Nightwing & Shadow of the Hawk | A double-bill of 1970s indigenous folklore horror on Blu-ray

In the spirit of the double-bill drive-in features that some of us were lucky to have experienced back in the 1970s, comes Nightwing & Shadow of the Hawk – two tales of indigenous folklore horror – on Blu-ray in the UK from Eureka Classics.

First up is the 1979 eco-horror – NIGHTWING. Driven by hunger and ravenous for blood, a colony of bubonic plague-carrying vampire bats sweeps across the American Southwest and settles inside a cavern within a canyon much revered by the Maski tribe in Tuscon, Arizona.

When Deputy Youngman Duran (Nick Mancuso) learns that his medicine man guardian (George Clutesi) has cast a spell to end the world and Tribal Council chairman Walker Chee (Stephen Macht) plans to drill for oil in the sacred canyon, Duran reluctantly teams up with a British scientist (David Warner) to destroy the colony.

Based on Martin Cruz Smith’s 1977 novel, Nightwing came at the tail end of the ‘Nature Bites Back/Man vs the Environment’ period that produced such cult-worthy fare as Frogs (1972), Jaws (1975) and Piranha (1978) – but also a lot of jaw-droppingly bad rip-offs. Columbia Pictures’ adaptation of Smith’s novel should have been ‘Jaws with wings’, but – more’s the pity – it proved a critical and commercial failure.

Now, I know there’s not much love for the film, but having revisited it, courtesy of the new Eureka Classics Blu-ray, I think it deserves reappraisal. Yes, Arthur Hiller was an odd choice to direct, especially considering his esteemed comedy credentials (The Hospital, The In-Laws, The Out-of-Towners), but he does bring great sensitivity to Smith’s themes about indigenous spirituality and outsider threats to ancient customs. And he does this best by directing his eye on the magnificent (New Mexico) desert landscape which is intrinsic to Hopi/Navajo culture.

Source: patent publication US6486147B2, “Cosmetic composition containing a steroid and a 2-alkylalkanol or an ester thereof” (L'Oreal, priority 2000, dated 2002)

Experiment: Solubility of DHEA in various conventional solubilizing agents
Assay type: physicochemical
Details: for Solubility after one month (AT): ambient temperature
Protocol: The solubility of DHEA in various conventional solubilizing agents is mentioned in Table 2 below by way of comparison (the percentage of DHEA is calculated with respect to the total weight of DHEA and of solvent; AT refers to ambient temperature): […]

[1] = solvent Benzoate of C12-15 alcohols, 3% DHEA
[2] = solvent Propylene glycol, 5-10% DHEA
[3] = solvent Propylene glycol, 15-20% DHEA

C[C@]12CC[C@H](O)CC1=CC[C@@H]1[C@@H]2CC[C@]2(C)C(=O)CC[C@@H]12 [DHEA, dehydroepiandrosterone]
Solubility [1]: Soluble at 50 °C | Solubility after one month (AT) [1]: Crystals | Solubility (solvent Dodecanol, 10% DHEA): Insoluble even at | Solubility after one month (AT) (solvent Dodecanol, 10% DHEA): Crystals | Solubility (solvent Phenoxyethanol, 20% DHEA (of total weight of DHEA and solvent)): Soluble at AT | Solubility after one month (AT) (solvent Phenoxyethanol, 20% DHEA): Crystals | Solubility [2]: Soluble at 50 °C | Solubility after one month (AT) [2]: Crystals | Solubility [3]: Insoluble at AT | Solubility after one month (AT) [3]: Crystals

Yes, there’s little in the way of full-on horror action, but the ‘bat attack’ set pieces are well-staged. And yes, Carlo Rambaldi’s bat puppets are pretty naff – but I much prefer them to any of today’s CGI nonsense. You also get some scenery-chewing moments from Mancuso (looking ever so fit in tight jeans and open-neck shirt), Strother Martin (weighed down by lots of Navajo jewellery), and Warner (his ‘Presence of evil’ monologue should be a drinking game).  

Next up, we head over the Canadian border for 1976’s SHADOW OF THE HAWK. Chief Dan George of the Tsleil-Waututh First Nation stars as Old Man Hawk, an ageing medicine man who recruits his citified grandson Mike (Jan-Michael Vincent) to help him defeat an ancient evil, the Dsonoqua (aka the wild man of the woods). Along the way, Mike (AKA Little Hawk) rediscovers his ancestral roots and his true calling.

This mystical adventure was directed by George McCowan, who helmed one of my fave eco-horrors Frogs (1972). But it is rather disappointing despite its stunning setting (the majestic forests of British Columbia), an earnest turn from Chief Dan George (who scored an Oscar nod for 1970’s Little Big Man), and Jan-Michael Vincent (showing off his lean physique). Lacking suspense and action, it looks more like a TV Movie of the Week, which isn’t surprising given McCowan’s long history of helming shows like Mod Squad, The Streets of San Francisco and Cannon. Oh, and there’s a man in a bear suit.

Watching this, however, has led me to down a rabbit hole, in search of some fave shows from my childhood featuring Chief Dan George (The Beachcombers) and Jan-Michael Vincent (the Danger Island segments from The Banana Splits). I’ve also dug out my old DVD of Frogs for another rewatch.

Nightwing & Shadow of the Hawk is out on Blu-ray from Eureka from Monday 15 March 2021

Nightwing: Commentary by film historians Lee Gambin and Amanda Reyes
Shadow of the Hawk: Commentary with film writer Mike McPadden and Ben Reiser
Oil and the (Geo)Politics of Blood – Audio essay by John Edgar Browning (if you love a bit of film academia, then pour yourself a large gin and tonic for this ‘frontier gothic’ analysis of Nightwing)
• Trailers
• Collector’s booklet

About Peter Fuller

Peter Fuller is an award-winning print, radio and television journalist and producer, with over 30 years experience covering film and television, with a special interest in world cinema and popular culture. He is a leading expert on the life and career of Vincent Price and actively promotes the actor's legacy through publications, websites and special events.

Posted on March 13, 2021, in Adventure, American Indie, Canadian, Horror, Might See and tagged , , , , . Bookmark the permalink. Leave a comment.

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